Abstract & Commentary
Source: Pataraia E, et al. Does magnetoencephalography add to scalp video-EEG as a diagnostic tool in epilepsy surgery? Neurology. 2004;62:943-948.
Medication resistance is a fact of life for 30-40% of patients with epilepsy. Non-pharmacologic treatment options include resective epilepsy surgery, vagal nerve stimulation, the ketogenic diet, and experimental protocols. Of these, epilepsy surgery offers the greatest chance of curing the patient’s epilepsy. To achieve this degree of success, it is critical to localize the epileptogenic zone as accurately as possible. Pataraia and colleagues attempt to evaluate the use of MEG in evaluating patients for epilepsy surgery.
Pataraia et al analyzed the data from 82 of 113 consecutive patients evaluated for epilepsy surgery. All patients underwent video-EEG (vEEG) monitoring and eventually proceeded to surgery. Each patient had a 30-minute recording session in which both MEG and EEG were recorded simultaneously. The sensitivity of MEG in detecting epileptiform discharges was 79%. Localizing data from interictal and ictal vEEG and interictal MEG were compared with the area of resection and classified as completely overlapping, partially overlapping, and nonoverlapping. Using such criteria, MEG and vEEG results were equivalent 32% of the time. Pataraia et al also estimate that MEG provided additional localizing information in 40% of their patients.
MEG detects the magnetic currents induced by the electrical field potentials of the dendritic arbor. The chief advantage of the method vs EEG is that the meninges, skull, and scalp are all "transparent" relative to the magnetic field (ie, there is no distortion of the signal by these tissues). The mathematical modeling of the source of the magnetic field is, therefore, much simpler (but does not yield a unique "inverse solution"). The magnitude of the brain’s magnetic currents is in the femtotesla range, making this a very expensive technique because one needs to have the MEG machine housed in a magnetically shielded room. Further disadvantages of MEG involve characteristics of the equivalent current dipole: deep sources are difficult to detect, and radial dipoles are completely undetectable.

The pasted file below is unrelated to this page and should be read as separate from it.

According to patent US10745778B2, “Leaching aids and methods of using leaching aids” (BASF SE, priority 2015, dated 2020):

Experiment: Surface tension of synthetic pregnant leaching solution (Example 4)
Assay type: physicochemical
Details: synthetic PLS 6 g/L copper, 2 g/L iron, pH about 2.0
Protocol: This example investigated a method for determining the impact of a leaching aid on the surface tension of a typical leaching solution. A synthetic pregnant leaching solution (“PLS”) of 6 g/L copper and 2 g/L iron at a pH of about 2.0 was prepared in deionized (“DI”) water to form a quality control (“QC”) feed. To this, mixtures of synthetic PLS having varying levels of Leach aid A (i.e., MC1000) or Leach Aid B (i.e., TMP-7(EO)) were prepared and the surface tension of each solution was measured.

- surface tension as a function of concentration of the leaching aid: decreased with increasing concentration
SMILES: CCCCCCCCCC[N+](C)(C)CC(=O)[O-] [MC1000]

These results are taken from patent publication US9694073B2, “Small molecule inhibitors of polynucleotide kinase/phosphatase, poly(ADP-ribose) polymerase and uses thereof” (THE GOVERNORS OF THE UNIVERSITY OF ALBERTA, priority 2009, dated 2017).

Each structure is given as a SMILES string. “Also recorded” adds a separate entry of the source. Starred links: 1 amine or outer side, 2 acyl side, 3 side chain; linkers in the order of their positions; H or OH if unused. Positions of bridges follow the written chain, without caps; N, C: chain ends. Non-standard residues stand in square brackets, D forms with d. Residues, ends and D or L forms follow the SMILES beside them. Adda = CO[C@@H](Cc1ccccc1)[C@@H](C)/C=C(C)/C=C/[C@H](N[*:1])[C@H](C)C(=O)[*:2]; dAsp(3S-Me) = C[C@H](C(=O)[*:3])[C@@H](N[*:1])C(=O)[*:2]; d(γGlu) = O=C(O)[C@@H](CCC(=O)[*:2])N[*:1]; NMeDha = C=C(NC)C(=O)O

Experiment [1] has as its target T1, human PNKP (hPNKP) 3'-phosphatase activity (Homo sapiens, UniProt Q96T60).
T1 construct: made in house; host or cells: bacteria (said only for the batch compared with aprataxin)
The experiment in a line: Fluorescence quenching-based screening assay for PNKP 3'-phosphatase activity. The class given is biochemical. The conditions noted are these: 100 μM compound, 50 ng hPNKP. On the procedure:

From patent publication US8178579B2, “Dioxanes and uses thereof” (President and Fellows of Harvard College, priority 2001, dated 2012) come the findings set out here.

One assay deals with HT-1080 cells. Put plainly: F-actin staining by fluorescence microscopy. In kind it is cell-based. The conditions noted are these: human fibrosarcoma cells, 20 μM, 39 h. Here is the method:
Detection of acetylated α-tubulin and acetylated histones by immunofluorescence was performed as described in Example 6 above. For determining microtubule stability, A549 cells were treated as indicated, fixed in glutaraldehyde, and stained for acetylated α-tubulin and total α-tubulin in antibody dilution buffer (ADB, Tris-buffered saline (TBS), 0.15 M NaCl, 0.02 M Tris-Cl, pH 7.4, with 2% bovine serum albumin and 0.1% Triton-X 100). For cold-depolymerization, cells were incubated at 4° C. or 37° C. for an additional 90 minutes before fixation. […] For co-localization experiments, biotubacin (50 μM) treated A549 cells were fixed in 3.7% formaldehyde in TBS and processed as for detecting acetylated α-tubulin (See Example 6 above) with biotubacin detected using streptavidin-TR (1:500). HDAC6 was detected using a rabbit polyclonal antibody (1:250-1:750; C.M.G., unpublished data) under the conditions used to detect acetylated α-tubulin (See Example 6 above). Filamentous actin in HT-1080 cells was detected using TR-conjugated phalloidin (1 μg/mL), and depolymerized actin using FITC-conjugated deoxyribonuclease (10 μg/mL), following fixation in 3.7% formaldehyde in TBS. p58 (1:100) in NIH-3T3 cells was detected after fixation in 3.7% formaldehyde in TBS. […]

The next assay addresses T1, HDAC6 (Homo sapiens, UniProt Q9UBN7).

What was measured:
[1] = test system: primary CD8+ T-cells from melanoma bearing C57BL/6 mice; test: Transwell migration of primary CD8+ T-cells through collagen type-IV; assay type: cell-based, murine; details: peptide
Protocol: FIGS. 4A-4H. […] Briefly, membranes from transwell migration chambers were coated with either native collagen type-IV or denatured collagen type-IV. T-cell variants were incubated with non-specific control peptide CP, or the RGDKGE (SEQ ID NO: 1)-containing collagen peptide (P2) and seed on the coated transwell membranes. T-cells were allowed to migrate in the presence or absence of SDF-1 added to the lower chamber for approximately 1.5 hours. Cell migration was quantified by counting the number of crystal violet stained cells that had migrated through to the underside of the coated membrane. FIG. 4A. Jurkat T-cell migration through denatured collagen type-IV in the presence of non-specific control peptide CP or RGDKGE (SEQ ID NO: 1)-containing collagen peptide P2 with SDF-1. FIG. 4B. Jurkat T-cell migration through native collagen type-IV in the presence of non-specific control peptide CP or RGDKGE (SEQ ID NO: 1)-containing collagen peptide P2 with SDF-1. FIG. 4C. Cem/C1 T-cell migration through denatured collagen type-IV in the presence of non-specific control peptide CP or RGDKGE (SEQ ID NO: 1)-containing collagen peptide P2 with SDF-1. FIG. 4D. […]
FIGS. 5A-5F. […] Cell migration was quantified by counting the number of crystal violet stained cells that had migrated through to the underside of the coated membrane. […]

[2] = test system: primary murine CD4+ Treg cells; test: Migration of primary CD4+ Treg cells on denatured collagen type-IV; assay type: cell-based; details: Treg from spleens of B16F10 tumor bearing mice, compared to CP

One confusing part of Pataraia et al’s analysis is that they do not provide information regarding why the resection zone did not completely overlap with the ictal vEEG results. There are at least 3 potential reasons for such a discrepancy: 1) Interictal EEG data that were discordant with ictal EEG were compelling enough to warrant extending the resection zone; 2) Ictal EEG was non-localizing; and 3) The resection had to be tailored to avoid eloquent cortex. Without having details of these cases, it is difficult to interpret the sensitivity and specificity data.
Another criticism of this study involves the fact that there is only cursory information regarding the outcome of epilepsy surgery. The use of any localization technique should be discussed in the context of the gold standard of seizure-free outcome. If one diagnostic test localizes the epileptogenic zone to the same area as another method, is it because they are both equally good or equally bad? To determine whether one method is superior to another, or at least qualifies as a "tie-breaker" when data conflict, it is preferable to gauge the localization relative to seizure outcome.
MEG is not yet a fully mature technology in localizing the epileptogenic zone in patients undergoing evaluation for epilepsy surgery. Pataraia et al do bring us closer to the routine use of MEG by providing preliminary sensitivity and specificity information on the largest number of patients thus far studied. — Andy Dean, MD, Assistant Professor of Neurology and Neuroscience; Director of the Epilepsy Monitoring Unit, Department of Neurology, New York Presbyterian Hospital-Cornell Campus and Assistant Editor of Neurology Alert.